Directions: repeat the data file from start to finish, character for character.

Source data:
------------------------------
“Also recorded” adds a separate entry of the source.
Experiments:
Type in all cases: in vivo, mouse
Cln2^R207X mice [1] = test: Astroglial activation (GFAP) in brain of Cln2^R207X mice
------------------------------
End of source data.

“Also recorded” adds a separate entry of the source.
Experiments:
Type in all cases: in vivo, mouse
Cln2^R207X mice [1] = test: Astroglial activation (GFAP) in brain of Cln2^R207X mice